Kevin Ross firstname.lastname@example.org
Welcome back! As you might have noticed, this is our first Encoder of the year, even though the year is nearly half way done. This is entirely my fault, and I apologize to all those who have contributed articles months ago and to those who have been anxiously awaiting their next fix of the Encoder. It is my sincere goal to start publishing monthly again starting with the July 2002 issue. Enjoy this issue, it has some fantastic articles. Next months is already in the works, and you will be very impressed.
About 3 years ago, I stepped down as President of the Seattle Robotics Society because I was building a new house, and determined that I would be rather busy. I kept the Editors job because I do enjoy doing it. I assumed I would be able to squeeze some time in my schedule each month to handle the Encoder. Somehow, I under estimated the amount of busy by a few orders of 10.
An interesting thing happens when you build a house. Your life becomes segmented into three major periods.
I seem to remember the BHC period. It was, after all, only about 2.5 years ago. Life seemed so easy then. There was time to do things on my own schedule, time to stop and work on my hobbies like robotics, writing the Encoder, going places just to go. It was a simple life.
The only thing I know at the moment is DHC - During House Construction. Somehow, my schedule is determined by whomever needs to come pound on my house, dig in my dirt, or of course send me a bill for something I didn't know I even needed. There are an endless stream of questions to be answered, problems to solve, materials to select, and budgets to cut. I had the extreme fortune enough to get to design my own house in its entirety. As an engineer, nothing could be better. As the designer, it is a big job full of little surprises.
For example, you end up doing things like spending 8 hours trying to select drawer knobs; 30 hours on sinks, toilets, and drain stoppers. We won't even talk about light fixtures. I figure we (my wife and I) each have about 8000 hours into our house in 2.5 years. Thats a whole lotta time. While I did enjoy the DHC period of my life, I didn't intend to make it my lifes final project.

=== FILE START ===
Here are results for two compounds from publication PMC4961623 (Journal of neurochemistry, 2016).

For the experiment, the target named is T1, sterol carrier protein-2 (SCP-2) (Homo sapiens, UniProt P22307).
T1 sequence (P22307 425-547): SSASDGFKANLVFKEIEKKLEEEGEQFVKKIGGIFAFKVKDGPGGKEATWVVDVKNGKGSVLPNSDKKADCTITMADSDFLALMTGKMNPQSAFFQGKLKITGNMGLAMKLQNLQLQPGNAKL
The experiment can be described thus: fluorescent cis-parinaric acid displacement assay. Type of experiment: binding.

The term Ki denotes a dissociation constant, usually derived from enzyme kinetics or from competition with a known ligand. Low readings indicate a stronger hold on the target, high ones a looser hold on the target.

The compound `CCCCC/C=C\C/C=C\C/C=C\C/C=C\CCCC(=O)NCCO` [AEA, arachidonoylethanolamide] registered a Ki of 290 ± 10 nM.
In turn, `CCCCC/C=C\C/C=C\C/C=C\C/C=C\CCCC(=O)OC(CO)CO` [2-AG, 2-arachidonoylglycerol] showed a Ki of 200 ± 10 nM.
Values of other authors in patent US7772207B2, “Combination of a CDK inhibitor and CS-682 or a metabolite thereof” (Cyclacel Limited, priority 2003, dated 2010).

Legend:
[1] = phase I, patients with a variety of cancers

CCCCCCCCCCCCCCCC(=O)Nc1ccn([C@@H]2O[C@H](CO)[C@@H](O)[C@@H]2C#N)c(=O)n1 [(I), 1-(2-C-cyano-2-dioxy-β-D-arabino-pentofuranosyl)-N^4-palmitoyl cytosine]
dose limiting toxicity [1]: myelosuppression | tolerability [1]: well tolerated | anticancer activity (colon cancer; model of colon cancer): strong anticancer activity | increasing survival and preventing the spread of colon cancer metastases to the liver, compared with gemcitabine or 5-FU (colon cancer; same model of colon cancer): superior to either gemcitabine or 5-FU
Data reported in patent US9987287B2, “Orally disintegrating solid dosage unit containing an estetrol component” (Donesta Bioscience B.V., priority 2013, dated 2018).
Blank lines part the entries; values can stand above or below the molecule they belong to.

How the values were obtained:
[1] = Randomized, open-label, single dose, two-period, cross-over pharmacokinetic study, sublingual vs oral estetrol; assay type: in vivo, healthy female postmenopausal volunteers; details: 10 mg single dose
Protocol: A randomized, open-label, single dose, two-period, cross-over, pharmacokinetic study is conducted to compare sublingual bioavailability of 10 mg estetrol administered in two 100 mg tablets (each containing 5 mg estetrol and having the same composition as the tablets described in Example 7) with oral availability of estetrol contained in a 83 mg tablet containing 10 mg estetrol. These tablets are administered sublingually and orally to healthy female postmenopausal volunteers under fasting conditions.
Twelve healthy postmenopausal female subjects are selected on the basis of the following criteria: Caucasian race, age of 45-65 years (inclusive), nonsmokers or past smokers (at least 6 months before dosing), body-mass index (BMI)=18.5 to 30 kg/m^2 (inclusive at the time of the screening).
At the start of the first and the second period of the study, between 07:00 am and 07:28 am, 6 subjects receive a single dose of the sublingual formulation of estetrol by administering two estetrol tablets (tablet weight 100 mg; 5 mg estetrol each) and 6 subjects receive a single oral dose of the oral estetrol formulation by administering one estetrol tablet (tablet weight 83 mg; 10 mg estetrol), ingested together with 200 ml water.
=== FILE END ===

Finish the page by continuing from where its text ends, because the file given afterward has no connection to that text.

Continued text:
One would think that the DHC period of life would end shortly after moving in. I thought so. Oh sure, there was bound to be the little punch list items that would take a month or so to get worked out. We planned for that. So, after moving in late January, I figured I would be able to get the Encoder out only a month late, sometime in late February.
Needless to say, here we are in early July, and I am sitting here watching a large machine pounding huge rocks into the ground as the landscaping is going on; the plumber left a couple hours ago after fixing a small leak; my contractor and I have an appointment in the morning to talk about that 'last thing to do'. Somehow, the time between the end of January and start of July is missing into the great DHC time sink.
I did just this morning see my first few glimpses of AHC. The AHC period has seemed like a myth for so long, it is difficult to determine if it really will exist for us or not. I am hopeful it will, since I have big plans for the AHC period. I am going to get my shop setup in the next month or so. I am going to have a life again, and most importantly I have big plans for my newest robot project: My new house.
During construction, I installed quite a bit of wiring for sensors and communications in our new house. While we were designing the house, I realized that much of this robotics technology is directly applicable to my new house. I will be getting into this more in an article next month, but I am excited about the possibility of developing my house control system. Hopefully this will generate a nice set of articles as I start laying out the hardware and software that is going to help my house maintain itself.
Welcome to AHC.